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Trading FDA Decisions with Calendar Spreads

Trading FDA Decisions with Calendar Spreads

Joe Kunkle, The Investment U Research Team

FDA approvals/rejections of drugs can make or break a Biotech company. These decisions can be incredibly volatile and profitable if you’re positioned correctly.

There have been instances where shares lose more than three-fourths of its value and other cases where a company rises 900% or more in a single day (like Vanda Pharmaceuticals recently).

In most instances, it’s pretty clear when the FDA will make a decision on a key drug, often named the PDUFA data.

Also, companies generally make available dates that it will present top line data from drugs, before it submits it to the FDA for approval of an NDA (New Drug Application).

The information on FDA decisions and announcement dates are out there. And many talented investors make a lot of money playing them. However, using options to profit from these explosive situations can give you gains of a much greater magnitude.

So much so, that a trader can be right just 1 out of 5 times but still have a net positive return. So what is the best way to take advantage here? Simple.

One of the best ways to trade FDA decisions is through the use of calendar spreads, buying a call spread if you expect a positive announcement and buying a put spread if you expect a negative reaction. Here’s how you do it and a couple of companies to follow through with.

What is a Calendar Spread?

A calendar spread occurs when you are short (sell) a near month expiration contract, and buy a contract with a later expiration with the same strike price.

Using this technique, you can take advantage of both the impact of volatility rising ahead of the actual news date, and the directional impact of the reaction in price of shares.

You can also limit your exposure by adjusting the trade to a diagonal spread, meaning you could sell an out of the money call option in the front month, and purchase an in the money call option in the further expiration month (same applies to puts).

Here’s a recent example of this strategy in action.

In this case we’re using Acadia Pharma (ACAD), to execute a 1,000 contract calendar call spread. A trader sells the August $2.50 calls for $0.35 and buys the September $2.50 calls for $0.75 – a $0.40 debit. Currently the stock sells for around $2.00, so in this transaction the trader is betting on near term range trade with upside movement in September.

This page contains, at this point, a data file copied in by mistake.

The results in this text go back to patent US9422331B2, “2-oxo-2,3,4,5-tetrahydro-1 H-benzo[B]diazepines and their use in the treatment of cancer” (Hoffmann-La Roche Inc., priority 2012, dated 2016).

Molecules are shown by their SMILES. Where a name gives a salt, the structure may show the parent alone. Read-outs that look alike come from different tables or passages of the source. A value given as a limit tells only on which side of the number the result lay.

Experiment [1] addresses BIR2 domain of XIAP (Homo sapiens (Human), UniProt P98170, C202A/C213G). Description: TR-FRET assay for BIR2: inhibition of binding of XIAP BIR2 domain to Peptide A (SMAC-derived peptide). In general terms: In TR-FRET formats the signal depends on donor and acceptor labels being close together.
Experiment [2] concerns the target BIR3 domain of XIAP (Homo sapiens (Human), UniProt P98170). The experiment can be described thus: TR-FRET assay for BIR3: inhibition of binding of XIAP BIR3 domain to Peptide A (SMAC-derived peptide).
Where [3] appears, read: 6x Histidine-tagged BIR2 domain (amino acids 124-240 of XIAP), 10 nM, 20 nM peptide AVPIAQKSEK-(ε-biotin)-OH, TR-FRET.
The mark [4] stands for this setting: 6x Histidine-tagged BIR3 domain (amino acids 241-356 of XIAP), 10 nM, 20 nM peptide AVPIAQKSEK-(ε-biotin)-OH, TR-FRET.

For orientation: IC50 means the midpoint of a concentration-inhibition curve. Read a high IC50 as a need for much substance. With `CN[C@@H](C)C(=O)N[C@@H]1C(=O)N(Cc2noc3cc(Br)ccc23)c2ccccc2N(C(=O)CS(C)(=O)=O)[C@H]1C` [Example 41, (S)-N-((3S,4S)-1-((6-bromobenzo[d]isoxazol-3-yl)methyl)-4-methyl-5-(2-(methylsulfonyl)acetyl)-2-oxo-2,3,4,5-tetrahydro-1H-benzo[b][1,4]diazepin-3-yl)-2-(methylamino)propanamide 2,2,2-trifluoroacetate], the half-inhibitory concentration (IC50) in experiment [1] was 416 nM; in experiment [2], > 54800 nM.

The reason why this transaction makes sense is that it’s a long strategy on the performance of ACAD Phase 3 results which are expected in Q3 for Pimavanserin for Parkinson’s disease.

Another example of a calendar spread trade you could make is with a stock like Auxilium Pharma (AUXL). It has an FDA PDUFA date of 9/16 for its key Xiaflex product.

That date falls just two days prior to options expiration which makes the trade even more exciting.

If you expect positive results, as most do for this one, you could sell the August $35 calls for $1 and buy the September $35 calls for $3.20, limiting the net cost of your trade to just $2.20.

The best case scenario is that at the August options expiration, the AUG $35 calls you sold expire worthless with shares below $35. Now you own the September $35 calls at a much lower cost basis, especially if shares rise from current levels around $30.30.

Then, come September, a positive reaction to the FDA decision could send shares above $40, resulting in an easy double on your initial outlay.

As with any strategy there are risks to be aware of, as the decision could go against you, but at least with this method you limit the initial cost of have your exposure either long or short, by selling a front month contract.

This is a strategy you can use on a number of Biotech stocks, and is worth a look for anyone interested in speculative Biotech and/or options trading.

Good investing

Joe Kunkle

Disclaimer: The views and opinions expressed in this article are those of the author and do not necessarily reflect the official position of Wall Street analysts.

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